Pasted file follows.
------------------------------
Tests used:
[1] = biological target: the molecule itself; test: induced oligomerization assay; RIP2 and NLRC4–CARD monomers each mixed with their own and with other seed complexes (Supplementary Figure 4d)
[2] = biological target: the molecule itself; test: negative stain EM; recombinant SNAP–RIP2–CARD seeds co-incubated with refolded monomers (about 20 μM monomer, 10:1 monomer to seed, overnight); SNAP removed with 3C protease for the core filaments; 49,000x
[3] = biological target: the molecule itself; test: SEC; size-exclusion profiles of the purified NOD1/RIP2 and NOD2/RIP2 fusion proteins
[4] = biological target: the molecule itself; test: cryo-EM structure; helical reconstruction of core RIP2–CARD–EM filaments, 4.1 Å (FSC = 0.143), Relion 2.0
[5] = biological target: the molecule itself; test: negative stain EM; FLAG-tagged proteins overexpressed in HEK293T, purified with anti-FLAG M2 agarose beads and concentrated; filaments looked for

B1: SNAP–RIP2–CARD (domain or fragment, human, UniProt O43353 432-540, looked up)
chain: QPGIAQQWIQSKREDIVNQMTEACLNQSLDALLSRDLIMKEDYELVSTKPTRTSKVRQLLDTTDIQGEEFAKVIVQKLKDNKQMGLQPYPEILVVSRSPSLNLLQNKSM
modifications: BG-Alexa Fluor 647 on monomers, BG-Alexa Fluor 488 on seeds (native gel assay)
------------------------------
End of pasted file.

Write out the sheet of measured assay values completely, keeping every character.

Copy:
Tests used:
[1] = biological target: the molecule itself; test: induced oligomerization assay; RIP2 and NLRC4–CARD monomers each mixed with their own and with other seed complexes (Supplementary Figure 4d)
[2] = biological target: the molecule itself; test: negative stain EM; recombinant SNAP–RIP2–CARD seeds co-incubated with refolded monomers (about 20 μM monomer, 10:1 monomer to seed, overnight); SNAP removed with 3C protease for the core filaments; 49,000x
[3] = biological target: the molecule itself; test: SEC; size-exclusion profiles of the purified NOD1/RIP2 and NOD2/RIP2 fusion proteins
[4] = biological target: the molecule itself; test: cryo-EM structure; helical reconstruction of core RIP2–CARD–EM filaments, 4.1 Å (FSC = 0.143), Relion 2.0
[5] = biological target: the molecule itself; test: negative stain EM; FLAG-tagged proteins overexpressed in HEK293T, purified with anti-FLAG M2 agarose beads and concentrated; filaments looked for

B1: SNAP–RIP2–CARD (domain or fragment, human, UniProt O43353 432-540, looked up)
chain: QPGIAQQWIQSKREDIVNQMTEACLNQSLDALLSRDLIMKEDYELVSTKPTRTSKVRQLLDTTDIQGEEFAKVIVQKLKDNKQMGLQPYPEILVVSRSPSLNLLQNKSM
modifications: BG-Alexa Fluor 647 on monomers, BG-Alexa Fluor 488 on seeds (native gel assay)